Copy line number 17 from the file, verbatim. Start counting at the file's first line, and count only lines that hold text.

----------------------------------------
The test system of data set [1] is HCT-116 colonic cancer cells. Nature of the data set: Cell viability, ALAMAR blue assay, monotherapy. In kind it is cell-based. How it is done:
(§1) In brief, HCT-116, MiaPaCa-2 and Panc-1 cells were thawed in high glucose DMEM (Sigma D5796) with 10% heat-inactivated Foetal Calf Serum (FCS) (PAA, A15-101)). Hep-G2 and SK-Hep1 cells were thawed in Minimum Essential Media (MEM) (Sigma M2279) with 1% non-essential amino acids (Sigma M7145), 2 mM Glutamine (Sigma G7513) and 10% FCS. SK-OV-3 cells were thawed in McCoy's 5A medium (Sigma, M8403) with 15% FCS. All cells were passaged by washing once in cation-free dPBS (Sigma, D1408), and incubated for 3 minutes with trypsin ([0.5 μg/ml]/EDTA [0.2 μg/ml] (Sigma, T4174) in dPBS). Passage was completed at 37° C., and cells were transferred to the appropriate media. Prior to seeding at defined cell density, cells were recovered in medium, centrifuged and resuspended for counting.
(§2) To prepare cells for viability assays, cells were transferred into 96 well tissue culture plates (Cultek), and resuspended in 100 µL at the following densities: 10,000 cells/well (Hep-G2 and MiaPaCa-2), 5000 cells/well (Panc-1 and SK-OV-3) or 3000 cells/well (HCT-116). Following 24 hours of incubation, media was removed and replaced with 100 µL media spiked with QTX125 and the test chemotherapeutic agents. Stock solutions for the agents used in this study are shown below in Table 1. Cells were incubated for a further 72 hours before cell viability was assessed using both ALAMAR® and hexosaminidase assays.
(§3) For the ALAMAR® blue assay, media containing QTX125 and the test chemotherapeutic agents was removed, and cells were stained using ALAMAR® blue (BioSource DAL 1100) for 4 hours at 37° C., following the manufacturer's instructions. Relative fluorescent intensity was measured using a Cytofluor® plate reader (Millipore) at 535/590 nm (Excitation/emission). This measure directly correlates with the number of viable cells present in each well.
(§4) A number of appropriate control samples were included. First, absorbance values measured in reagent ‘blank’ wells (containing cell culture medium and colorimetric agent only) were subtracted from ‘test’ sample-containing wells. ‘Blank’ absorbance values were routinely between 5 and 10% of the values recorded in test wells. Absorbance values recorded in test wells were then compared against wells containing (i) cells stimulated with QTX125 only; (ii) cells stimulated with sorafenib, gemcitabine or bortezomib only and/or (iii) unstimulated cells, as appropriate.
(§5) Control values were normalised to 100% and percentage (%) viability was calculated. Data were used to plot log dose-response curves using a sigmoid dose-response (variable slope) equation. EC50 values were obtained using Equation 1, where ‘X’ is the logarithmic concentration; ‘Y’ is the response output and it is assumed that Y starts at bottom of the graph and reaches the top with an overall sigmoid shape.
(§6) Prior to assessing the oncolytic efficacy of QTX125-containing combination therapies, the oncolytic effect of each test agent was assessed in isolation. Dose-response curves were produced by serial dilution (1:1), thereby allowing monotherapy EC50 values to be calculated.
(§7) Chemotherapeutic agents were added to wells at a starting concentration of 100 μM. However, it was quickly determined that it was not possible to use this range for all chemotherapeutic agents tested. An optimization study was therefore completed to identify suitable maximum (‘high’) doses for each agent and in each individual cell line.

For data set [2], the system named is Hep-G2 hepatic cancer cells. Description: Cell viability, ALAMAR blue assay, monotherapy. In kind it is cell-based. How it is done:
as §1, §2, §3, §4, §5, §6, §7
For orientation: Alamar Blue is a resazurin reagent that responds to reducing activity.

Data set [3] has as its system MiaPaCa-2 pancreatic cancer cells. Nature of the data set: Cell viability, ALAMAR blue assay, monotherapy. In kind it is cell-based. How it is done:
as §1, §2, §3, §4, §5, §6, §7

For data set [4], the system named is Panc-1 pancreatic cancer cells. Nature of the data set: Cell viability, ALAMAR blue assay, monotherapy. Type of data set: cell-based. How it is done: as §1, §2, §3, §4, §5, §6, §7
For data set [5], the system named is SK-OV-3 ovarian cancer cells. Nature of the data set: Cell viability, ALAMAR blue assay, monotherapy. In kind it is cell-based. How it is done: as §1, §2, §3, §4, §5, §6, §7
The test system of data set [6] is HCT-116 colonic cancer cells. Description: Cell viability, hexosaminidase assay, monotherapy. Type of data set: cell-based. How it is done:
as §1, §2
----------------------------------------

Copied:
as §1, §2